Roseville-based Auriton Solutions is now the largest credit-counseling agency in the Upper Midwest. And in this economy, it’s getting larger.
“We’re smack in the middle of a foreclosure war right now,” says Dick Fisher, Auriton’s director of counseling. “The big three [reasons why]? A job loss, a reduction in hours, or an adjustable rate mortgage.”
Auriton’s 60 credit counselors—more are being hired—take nearly 14,000 calls a month from clients worried about losing their homes and paying their bills. Many are referred to the company through the Home-owner’s HOPE Hotline, sponsored by the Homeownership Preservation Foundation, whose funding partners include Fannie Mae, HUD, and the National Foreclosure Mitigation Counseling Program. Auriton is one of eight nonprofit agencies that troubled homeowners are routed to when calling the HOPE phone line.
Auriton was founded in 1991 by Tiff Worley, a former epidemiologist who worked for 3M and Bioplasty Medical before becoming president of a Minnesota firm called Felas Lasers. It was while “winding down” the business at Felas that Worley began to examine the credit-counseling industry. Worley even put himself forward as a client to the established local debt management companies operating at that time and says he was “unimpressed with either of them.”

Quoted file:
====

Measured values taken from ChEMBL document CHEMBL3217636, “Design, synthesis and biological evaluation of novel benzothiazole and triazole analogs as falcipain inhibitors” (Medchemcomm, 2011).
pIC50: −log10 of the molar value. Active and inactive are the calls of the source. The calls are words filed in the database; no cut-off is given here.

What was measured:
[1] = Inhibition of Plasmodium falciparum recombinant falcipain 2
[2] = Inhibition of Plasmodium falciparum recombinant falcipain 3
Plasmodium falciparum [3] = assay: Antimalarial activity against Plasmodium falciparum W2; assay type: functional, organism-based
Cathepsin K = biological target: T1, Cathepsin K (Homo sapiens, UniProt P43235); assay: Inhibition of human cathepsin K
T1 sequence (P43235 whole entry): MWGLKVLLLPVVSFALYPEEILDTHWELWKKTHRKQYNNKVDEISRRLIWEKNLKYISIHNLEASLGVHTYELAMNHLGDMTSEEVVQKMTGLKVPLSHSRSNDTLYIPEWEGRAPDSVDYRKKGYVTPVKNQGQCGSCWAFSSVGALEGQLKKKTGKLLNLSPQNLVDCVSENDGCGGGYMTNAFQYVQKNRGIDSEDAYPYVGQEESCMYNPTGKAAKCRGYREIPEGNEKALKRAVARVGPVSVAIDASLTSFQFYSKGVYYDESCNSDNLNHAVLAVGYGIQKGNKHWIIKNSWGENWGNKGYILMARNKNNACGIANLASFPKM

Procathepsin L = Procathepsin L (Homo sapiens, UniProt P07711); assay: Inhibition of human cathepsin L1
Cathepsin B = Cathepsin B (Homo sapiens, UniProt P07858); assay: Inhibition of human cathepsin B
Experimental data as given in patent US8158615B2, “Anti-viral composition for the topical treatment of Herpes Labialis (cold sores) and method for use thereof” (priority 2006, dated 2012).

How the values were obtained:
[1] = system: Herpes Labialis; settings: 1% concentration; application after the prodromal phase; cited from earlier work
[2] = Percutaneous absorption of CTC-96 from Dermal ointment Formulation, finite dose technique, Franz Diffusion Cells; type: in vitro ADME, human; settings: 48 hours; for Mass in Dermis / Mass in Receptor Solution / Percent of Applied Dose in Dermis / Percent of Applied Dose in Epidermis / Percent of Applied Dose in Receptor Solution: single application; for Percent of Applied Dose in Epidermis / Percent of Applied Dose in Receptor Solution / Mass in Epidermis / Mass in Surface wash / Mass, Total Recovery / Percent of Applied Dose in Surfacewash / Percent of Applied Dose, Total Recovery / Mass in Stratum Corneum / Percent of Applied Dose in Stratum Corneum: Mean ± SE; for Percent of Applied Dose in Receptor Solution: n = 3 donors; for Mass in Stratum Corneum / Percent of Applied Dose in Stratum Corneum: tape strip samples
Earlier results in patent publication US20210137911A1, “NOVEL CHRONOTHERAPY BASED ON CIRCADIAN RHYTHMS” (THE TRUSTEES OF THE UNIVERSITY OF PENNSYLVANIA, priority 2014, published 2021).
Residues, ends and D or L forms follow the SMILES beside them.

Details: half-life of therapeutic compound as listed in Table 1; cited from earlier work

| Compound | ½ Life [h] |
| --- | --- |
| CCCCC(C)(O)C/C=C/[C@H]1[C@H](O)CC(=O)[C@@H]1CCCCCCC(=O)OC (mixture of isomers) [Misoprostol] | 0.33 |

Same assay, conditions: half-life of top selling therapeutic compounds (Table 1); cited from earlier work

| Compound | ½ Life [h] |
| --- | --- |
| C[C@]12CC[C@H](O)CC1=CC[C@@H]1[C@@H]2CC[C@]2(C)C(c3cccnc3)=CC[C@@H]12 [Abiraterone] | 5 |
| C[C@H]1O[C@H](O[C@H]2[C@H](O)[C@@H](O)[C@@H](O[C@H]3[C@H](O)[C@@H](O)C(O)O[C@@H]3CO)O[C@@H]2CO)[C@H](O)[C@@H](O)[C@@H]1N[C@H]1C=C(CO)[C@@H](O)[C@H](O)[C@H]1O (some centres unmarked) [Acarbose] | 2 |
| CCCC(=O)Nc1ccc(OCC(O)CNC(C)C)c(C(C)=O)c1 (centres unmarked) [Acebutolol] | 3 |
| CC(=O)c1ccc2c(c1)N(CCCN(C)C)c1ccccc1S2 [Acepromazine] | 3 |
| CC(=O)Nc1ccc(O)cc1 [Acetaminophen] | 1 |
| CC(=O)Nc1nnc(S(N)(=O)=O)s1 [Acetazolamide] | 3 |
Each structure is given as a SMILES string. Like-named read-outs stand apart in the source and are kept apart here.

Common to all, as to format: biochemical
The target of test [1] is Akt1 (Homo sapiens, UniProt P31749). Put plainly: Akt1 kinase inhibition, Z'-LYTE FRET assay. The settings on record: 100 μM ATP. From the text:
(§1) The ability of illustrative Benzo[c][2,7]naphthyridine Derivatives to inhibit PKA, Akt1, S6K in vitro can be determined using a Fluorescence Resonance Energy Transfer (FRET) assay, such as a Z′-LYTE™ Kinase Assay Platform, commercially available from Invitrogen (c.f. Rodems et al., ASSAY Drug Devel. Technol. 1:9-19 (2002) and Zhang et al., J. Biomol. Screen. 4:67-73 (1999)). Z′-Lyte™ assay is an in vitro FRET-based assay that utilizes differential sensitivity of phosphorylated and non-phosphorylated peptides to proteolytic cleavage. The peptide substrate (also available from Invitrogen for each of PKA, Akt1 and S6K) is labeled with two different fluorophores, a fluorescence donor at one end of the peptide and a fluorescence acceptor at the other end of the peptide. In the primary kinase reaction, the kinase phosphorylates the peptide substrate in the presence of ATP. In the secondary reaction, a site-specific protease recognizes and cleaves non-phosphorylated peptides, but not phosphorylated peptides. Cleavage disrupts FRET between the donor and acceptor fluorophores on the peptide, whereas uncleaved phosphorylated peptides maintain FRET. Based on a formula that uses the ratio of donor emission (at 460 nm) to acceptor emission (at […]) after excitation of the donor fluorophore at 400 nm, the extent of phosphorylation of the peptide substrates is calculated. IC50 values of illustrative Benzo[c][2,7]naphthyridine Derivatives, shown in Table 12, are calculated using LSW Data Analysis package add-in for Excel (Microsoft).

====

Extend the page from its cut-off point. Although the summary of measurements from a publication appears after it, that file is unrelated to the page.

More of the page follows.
“You need to be an active listener to get to the root of the problem,” Fisher says. “Every time the phone rings, it is going to be a completely different situation.”
Auriton receives 40 percent of its funding from money set aside by banks and credit companies for the purpose of credit management and counseling, and 30 percent from other contributors including other nonprofits, foundations, and government. Auriton counselors come up with a specific debt management plan to present to creditors. Auriton’s average client has $12,000 to $20,000 in unsecured debt, but he or she often isn’t willing to admit the full extent of the financial troubles on the first call.
“With Auriton, 99.5 percent of our proposals are accepted by the creditor,” Fisher asserts. “We bring that debt back to current status, promise the [restructured] debt will be paid within 60 months, and all the principal will be paid back.”
Worley hopes that through education, counseling, debt restructuring, and “lifestyle changes,” more people will be able to get a handle on their debt. What’s more, “financial institutions and the government are starting to realize that troubled consumers need help if they are to be productive for themselves and the overall economy,” he says.